Shedding some light on the stimulus package
Even as President Barack Obama was approving a U.S. economic stimulus package in mid-February, its impact on the electronics and manufacturing industries was still unclear.
The measure calls for, among other things, investments in U.S. infrastructure and in alternative energy technologies. Supply chain executives who have weathered prior economic downturns and keep a close eye on emerging markets say there are likely some benefits for the channel. “I would say in a general sense that ‘green’ legislation will not only benefit the world but benefit the industry economically,” says Mark Larson, president of catalog distributor Digi-Key Corp. “If [legislation] forces design and forces innovation, it would be positive from that aspect.”
The channel will at best benefit indirectly: none of the stimulus money is earmarked for electronics or large-scale manufacturing. However, because of the growing prevalence of electronics in everything from cars to remote controls, any uptick in business is promising. Included in the stimulus package is $48 billion for transportation projects including investments in mass transit and bridge and highway construction; and $7.2 billion to bring broadband Internet service into underserved areas. About $50 billion will be invested in energy projects that are largely focused on improving energy efficiency and developing non-polluting and renewable power.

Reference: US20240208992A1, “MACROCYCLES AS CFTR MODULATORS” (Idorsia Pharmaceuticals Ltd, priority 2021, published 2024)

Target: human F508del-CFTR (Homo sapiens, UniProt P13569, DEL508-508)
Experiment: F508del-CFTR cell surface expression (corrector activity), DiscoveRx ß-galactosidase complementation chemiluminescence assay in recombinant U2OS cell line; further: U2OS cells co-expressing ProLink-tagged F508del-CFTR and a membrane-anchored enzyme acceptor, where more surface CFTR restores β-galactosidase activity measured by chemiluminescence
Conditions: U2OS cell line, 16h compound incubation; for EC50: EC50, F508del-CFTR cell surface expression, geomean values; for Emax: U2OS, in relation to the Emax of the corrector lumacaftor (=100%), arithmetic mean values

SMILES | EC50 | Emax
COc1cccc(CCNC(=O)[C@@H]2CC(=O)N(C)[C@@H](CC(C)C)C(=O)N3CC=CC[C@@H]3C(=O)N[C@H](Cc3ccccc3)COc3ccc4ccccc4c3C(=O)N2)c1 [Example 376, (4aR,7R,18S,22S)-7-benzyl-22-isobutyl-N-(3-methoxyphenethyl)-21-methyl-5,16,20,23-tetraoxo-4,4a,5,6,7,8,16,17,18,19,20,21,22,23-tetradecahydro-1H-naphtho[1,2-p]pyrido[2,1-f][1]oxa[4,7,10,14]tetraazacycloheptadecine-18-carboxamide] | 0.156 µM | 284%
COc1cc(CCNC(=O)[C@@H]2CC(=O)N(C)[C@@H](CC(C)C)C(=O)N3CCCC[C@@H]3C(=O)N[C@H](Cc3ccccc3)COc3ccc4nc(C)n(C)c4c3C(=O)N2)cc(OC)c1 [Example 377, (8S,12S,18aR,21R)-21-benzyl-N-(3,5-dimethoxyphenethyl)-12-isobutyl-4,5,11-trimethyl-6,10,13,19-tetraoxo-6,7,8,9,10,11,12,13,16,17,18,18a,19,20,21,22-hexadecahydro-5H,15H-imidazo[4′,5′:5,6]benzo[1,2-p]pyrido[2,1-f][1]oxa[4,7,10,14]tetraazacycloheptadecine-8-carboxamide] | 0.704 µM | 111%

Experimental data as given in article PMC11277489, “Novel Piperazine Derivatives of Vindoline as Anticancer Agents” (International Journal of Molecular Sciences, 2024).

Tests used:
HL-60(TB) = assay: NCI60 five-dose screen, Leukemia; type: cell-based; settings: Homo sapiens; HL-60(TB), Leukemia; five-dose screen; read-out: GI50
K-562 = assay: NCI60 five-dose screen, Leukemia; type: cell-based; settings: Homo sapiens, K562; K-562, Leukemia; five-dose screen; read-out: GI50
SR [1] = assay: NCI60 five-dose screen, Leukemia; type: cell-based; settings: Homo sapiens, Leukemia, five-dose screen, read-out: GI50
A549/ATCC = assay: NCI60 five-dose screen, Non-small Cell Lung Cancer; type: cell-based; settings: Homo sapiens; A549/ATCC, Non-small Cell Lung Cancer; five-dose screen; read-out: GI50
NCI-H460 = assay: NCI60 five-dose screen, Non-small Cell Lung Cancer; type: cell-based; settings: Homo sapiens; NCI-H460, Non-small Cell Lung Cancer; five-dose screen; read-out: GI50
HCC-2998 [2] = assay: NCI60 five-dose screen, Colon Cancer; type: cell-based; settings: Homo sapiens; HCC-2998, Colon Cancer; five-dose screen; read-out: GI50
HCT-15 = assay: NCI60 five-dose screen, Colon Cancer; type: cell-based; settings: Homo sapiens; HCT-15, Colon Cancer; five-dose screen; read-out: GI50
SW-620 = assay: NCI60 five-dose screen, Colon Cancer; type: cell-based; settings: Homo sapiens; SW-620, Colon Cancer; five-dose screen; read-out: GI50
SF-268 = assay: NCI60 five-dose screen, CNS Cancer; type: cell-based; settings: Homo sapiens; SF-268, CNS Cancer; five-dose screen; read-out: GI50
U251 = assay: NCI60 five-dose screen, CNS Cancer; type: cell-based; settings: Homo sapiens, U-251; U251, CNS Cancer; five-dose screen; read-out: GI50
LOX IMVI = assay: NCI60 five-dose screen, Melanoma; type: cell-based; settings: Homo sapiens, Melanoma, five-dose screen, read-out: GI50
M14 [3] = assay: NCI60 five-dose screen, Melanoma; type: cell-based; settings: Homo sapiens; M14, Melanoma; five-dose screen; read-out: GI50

If nothing else, the stimulus plan’s emphasis on conservation and alternative energy will spur more R&D spending, executives say. Among existing technologies, Iight-emitting diodes (LEDs)—long-lasting bulbs that use considerably less energy than conventional bulbs—are capturing the interest of the channel. LEDs have long been relegated to industrial uses such as on/off lights on computers and equipment or digital data screens. LEDs are now finding their way into new applications such as signage lighting—now done mostly with neon lights--automotive headlamps; auto navigation systems/GPS; high-end residential lighting, such as chandeliers; LCD backlighting and TVs; personal navigation devices; retail lighting; street lighting/public area lights; and traffic signals.
LEDs are likely to be used in a number of government buildings that are already slated for energy-efficiency upgrades. “Seventy-five percent of federal buildings have to be certified to energy-savings efforts,” says Ed Smith, senior vice president of sales for Avnet Inc. Electronics Marketing Americas. LEDs not only save on energy, but also on maintenance, adds Smith. “In a typical LED traffic light, the bulbs are so densely packed that if one goes out, you don’t have to change or replace it,” he says. “It doesn’t affect the performance of the light.”